Can Our World Experience Post-Traumatic Growth?

Planet Earth

Image Description: The earth and the moon. Public domain image.

These days, it’s so important to give and receive gentleness from one another.

Gentleness is a consistent human need, but right now, we may need it in a particularly deep and present way. Our world seems to be reeling from waves of trauma. When we hold awareness of traumatic pain, whether we’ve experienced it directly or felt it via the news cycle, our bodies, minds, and spirits can be deeply affected.

Waves of trauma in our world are not new, of course, but right now, we are especially aware of injustices and forms of insecurity – white supremacy, economic inequality, numerous natural disasters, deportations and family separations, and violence on a massive scale. To be aware of these things is not merely to know about them but to be affected by them.

We need action – decisive, creative, and disruptive action to adequately address and rectify all of these.

And alongside that action, we also need gentleness.

Our bodies need it, our minds need it, our emotions need it, our sense of spiritual longing needs it.

And perhaps, our sense of time needs it too. Here is a paradoxical thing I have learned over the years about trauma:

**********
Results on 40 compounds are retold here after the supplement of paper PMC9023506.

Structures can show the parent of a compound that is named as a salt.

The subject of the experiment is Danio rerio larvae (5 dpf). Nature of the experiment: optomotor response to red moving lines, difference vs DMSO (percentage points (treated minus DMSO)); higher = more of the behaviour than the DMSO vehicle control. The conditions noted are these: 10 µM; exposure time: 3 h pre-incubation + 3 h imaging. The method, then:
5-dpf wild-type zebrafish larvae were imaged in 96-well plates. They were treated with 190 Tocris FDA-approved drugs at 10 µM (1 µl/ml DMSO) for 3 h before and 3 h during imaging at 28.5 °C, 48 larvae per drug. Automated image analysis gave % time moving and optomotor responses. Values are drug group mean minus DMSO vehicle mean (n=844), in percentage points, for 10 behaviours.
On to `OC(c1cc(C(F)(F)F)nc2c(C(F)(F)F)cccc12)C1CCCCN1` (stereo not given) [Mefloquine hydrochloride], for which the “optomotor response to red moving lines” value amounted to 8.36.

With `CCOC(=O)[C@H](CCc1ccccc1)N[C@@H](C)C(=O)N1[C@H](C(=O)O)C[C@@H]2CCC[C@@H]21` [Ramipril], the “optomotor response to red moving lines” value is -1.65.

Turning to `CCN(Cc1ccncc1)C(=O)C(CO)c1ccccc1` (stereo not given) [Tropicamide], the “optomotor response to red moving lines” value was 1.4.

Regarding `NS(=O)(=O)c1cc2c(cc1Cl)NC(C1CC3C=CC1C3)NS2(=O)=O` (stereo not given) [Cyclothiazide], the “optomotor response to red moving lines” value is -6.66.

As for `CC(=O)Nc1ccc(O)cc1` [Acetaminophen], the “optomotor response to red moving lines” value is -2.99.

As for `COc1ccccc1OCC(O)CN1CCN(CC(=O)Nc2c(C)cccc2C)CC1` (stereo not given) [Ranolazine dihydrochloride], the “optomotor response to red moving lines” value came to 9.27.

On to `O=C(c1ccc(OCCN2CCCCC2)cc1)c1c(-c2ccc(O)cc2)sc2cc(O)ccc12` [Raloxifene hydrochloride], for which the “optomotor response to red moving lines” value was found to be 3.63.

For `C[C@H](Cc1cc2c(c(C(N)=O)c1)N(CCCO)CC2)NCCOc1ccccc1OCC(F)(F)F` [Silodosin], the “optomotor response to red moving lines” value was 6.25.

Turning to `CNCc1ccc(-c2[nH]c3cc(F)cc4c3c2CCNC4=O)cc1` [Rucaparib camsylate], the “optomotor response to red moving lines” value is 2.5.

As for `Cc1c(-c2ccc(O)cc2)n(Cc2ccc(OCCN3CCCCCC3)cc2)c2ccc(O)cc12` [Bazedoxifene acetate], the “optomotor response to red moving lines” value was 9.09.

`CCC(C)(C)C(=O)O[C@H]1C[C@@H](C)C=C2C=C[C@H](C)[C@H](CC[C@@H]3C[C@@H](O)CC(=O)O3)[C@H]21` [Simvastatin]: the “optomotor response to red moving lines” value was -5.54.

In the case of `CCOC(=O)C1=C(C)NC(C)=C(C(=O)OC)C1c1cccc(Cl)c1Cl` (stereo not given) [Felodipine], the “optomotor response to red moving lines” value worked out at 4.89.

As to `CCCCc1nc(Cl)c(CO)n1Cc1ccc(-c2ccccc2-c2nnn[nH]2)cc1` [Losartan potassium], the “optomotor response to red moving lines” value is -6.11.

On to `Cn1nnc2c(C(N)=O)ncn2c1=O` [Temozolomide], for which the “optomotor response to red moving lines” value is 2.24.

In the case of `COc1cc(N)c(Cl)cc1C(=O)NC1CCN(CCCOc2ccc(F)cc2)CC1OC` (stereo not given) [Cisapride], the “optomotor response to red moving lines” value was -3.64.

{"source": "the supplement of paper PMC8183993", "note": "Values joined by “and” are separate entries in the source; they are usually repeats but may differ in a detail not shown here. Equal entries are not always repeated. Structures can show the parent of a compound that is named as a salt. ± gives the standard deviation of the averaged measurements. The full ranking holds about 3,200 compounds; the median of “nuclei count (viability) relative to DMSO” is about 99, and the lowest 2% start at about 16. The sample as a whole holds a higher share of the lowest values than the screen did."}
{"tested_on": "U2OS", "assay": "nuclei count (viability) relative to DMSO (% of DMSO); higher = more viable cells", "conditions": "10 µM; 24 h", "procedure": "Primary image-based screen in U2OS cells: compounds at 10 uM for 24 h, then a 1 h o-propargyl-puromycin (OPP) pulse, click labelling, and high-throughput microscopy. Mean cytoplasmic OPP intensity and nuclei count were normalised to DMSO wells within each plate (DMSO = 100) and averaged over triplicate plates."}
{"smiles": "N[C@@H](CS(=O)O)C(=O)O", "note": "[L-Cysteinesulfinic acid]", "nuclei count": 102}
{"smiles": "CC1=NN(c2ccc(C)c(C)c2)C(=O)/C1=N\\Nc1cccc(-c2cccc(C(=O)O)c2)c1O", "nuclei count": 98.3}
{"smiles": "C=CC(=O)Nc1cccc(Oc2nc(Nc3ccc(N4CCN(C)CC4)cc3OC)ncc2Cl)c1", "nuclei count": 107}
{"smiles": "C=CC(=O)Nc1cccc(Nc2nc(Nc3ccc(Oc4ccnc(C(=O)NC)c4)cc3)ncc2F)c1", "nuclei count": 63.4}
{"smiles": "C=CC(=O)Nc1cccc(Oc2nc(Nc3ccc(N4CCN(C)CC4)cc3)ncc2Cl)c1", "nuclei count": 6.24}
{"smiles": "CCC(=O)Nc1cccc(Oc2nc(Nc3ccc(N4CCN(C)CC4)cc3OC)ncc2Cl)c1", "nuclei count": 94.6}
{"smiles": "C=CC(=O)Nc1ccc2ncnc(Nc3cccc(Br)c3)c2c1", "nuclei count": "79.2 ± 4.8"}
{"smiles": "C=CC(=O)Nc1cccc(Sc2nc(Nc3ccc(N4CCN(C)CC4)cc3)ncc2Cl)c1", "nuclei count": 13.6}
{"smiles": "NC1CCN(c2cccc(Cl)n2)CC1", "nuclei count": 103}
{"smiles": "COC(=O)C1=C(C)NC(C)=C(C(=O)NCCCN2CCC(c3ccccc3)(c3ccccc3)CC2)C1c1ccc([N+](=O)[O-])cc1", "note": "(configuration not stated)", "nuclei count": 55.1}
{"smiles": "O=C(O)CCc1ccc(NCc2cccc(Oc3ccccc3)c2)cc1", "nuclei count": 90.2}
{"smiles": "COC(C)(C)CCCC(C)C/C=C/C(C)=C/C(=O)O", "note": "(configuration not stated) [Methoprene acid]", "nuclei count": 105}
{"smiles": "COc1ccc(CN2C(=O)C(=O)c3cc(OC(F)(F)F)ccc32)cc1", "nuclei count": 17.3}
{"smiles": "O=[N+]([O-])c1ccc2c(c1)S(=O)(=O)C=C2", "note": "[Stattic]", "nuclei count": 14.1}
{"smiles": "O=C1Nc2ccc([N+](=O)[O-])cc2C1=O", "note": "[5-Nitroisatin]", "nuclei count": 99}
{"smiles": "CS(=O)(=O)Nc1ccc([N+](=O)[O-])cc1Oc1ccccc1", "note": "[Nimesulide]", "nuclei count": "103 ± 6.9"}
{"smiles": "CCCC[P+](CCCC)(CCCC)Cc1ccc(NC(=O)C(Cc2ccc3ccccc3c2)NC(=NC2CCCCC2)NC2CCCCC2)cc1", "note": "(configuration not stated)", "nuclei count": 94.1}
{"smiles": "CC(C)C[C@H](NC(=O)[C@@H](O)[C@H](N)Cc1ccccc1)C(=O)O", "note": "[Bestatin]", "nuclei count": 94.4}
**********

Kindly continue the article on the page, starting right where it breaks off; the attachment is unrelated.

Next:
Trauma often distorts time. This is especially true in a post-traumatic experience. A small detail in the present moment can suddenly pull us back into the past, making it feel as though a past upheaval is happening right now. Likewise, a small detail in the present moment can suddenly ignite anxiety, causing a tailspin of fear in which we imagine a future where the upheaval might repeat itself. In these ways, trauma can bookend the present moment with a past and future that feel quite painful and insecure.

But with gentleness,

Trauma also opens up time. This is a pretty miraculous thing. There is also concept called post-traumatic growth. (Watch this video). Some people who experience the upheaval of trauma are able to remake their lives and live them more deeply, often with a greater sense of love and spiritual meaning than they might have had before. This is in no way to suggest that the trauma is somehow a good thing or a blessing in disguise. Certainly not. But post-traumatic growth can happen alongside the traumatic distortion. When it comes to a sense of time, there can actually be a bit of reversal of what I’ve articulated above. Good memories and meaningful relationships can be internalized in such a way that they are felt as deeply present. Beloved people and life-giving moments from the past and hopes for the future can feel more accessible in the present moment among people who have experienced post-traumatic growth.

So what helps people experience this kind of growth? Two things are very important:

1) being surrounded by a community of care with relationships that add gentleness and sustaining presence

and

2) becoming enabled to make meaning of the traumatic experience, while learning to create a new narrative with that meaning.

So these days, in this time we’re living, I wonder,

Can our world collectively experience post-traumatic growth? Can this be a collective awakening toward deeper love and greater meaning?

Those questions are not easily answered, so they linger.

But I know this: Gentleness will be important.

Renee Roederer

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